16th ANNUAL EARLY HEARING DETECTION & INTERVENTION MEETING
February 26-28, 2017 • Atlanta, GA

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2/27/2017  |   2:00 PM - 2:30 PM   |  EI Snapshot: Family Perceptions on Early Intervention for Children Who Are D/HH   |  Hanover A

EI Snapshot: Family Perceptions on Early Intervention for Children Who Are D/HH

An important mission of a state EHDI system is to ensure that families of newly-identified infants who are deaf or hard of hearing (D/HH) get connected with early intervention (EI) services and family support groups in a timely manner. However, little data are available to inform us about the extent to which this occurs throughout the country and how the processes for accessing and receiving EI vary across states. A recent NCHAM study – Early Intervention Systematic Nationwide Analysis of Programs’ Strengths, Hurdles, Opportunities, and Trends (SNAPSHOT) funded by the Maternal and Child Health Bureau investigated the extent to which families of children who are D/HH from ten states were informed about and received comprehensive early intervention services. Families identified through state EHDI and Part C programs received a written survey that asked parents to report their experiences in getting connected with EI services, the intensity and comprehensiveness of services received, their knowledge of and connections with family support organizations, and transition to Part B preschool experiences. A subset of families was interviewed to obtain “the story behind the numbers” via qualitative information. Results reflect diversity in family experiences in regard to access to and comprehensive of EI services. Access to information about family support organizations was one of the biggest challenges reported by families as was access to services in some communication modalities. This presentation will present quantitative and qualitative findings pertaining to family perceptions of EI services and family supports. Examples of state procedures and practices that correspond with high family satisfaction will be presented. Quotes from families that depict their experiences will complement the data.

  • To understand the EI successes and challenges experienced by families of children who are D/HH
  • To understand state-level strategies to support family access to EI services and supports
  • To consider how results from a national study can guide system improvement in the learner’s home state and community.

Presentation:
15804_5763DianeBehl.pdf

Handouts:
Handout is not Available

Transcripts:
5763.doc


Presenters/Authors

Diane Behl (), NCHAM, diane.behl@usu.edu;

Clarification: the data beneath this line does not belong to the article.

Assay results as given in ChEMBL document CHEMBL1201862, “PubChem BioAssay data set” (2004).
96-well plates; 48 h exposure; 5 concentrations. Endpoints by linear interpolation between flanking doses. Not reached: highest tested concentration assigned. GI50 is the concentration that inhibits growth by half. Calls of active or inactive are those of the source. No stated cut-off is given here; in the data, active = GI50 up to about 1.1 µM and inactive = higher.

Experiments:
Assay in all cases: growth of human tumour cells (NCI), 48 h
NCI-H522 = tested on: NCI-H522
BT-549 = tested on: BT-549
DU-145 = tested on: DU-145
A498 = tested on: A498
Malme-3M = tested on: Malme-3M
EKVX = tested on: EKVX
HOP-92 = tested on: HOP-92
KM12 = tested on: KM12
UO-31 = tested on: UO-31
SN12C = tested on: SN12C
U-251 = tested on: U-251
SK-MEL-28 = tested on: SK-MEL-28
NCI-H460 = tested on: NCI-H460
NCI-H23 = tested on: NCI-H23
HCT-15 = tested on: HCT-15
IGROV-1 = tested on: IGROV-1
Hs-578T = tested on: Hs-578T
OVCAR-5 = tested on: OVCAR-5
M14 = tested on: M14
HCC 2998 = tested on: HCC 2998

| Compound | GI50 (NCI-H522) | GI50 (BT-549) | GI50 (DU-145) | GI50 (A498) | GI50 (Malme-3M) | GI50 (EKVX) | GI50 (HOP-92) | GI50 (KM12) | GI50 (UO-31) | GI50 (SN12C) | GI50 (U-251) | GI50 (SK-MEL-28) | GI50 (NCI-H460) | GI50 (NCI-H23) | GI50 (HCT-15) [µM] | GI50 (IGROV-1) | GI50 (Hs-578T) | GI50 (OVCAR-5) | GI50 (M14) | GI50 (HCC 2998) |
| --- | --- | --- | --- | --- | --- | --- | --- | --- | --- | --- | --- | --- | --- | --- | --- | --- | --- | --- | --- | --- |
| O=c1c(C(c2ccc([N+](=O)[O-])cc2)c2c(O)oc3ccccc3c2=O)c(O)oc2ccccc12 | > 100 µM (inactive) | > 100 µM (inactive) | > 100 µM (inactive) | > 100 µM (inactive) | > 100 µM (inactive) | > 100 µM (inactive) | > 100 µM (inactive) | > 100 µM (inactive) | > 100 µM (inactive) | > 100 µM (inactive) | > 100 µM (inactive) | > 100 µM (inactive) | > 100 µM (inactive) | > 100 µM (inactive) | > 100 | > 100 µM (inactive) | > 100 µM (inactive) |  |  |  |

Diane Behl is a Senior Faculty member at the National Center for Hearing Assessment and Management. She facilitates telehealth learning communities and is a co-investigator for cost-effectiveness studies. She has expertise in evaluating the effectiveness of service coordination provided via Part C Early Intervention and Maternal and Child Health programs. Diane was a primary researcher on the EI SNAPSHOT study.

ASHA DISCLOSURE:

Financial - No relevant financial relationship exist.

Nonfinancial - No relevant nonfinancial relationship exist.


Sara Doutre (), NCHAM, saradoutre@gmail.com;
Sara Doutre is a PHD student studying sociobehavioral epidemiology at Utah State University. She has an MA in education policy studies and a BS in elementary and special education. A former special education teacher, she currently consults with state departments of education and health on special education policy. Her six-year-old daughter is deaf due to congenital cytomegalovirus.

ASHA DISCLOSURE:

Financial - No relevant financial relationship exist.

Nonfinancial - No relevant nonfinancial relationship exist.


Heather Mariger (), Utah State University, heather.mariger@usu.edu;
Heather Mariger is a research scientist with the NCHAM at Utah State University where she is currently working on the Early Intervention Systemic Nationwide Analysis of Programs’ Strengths, Hurdles, Opportunities, and Trends (EI SNAPSHOT) project. Heather comes to NCHAM through an unusual route. Classically trained in Culinary Arts and Hospitality she has worked and studied across both the US and Europe. While working on her Masters Degree at Kansas State University, she became intrigued by the possibilities that the Internet promised for higher education. These interests led her to Utah State where, while working on her Doctorate in Instructional Technology, she became involved in disability research – and has never looked back. She has worked across a wide variety of assignments including projects to: create videos, websites and a curriculum to teach parents and paraprofessionals about the use of naturalistic interventions in teaching young children; develop a set of indicators and resources to promote web accessibility in higher education; and design training and protocols for a large-scale intervention/control study on the effect of an additional school 25 days on children in K-3rd grade. She is currently working on a study to help understand the state of early intervention services for children who are D/HH and their parents across the US. Her interests include Usability, Accessibility, the use of internet and mobile technologies to promote parent services and support, and Inclusive Tourism/Hospitality.

ASHA DISCLOSURE:

Financial - No relevant financial relationship exist.

Nonfinancial - No relevant nonfinancial relationship exist.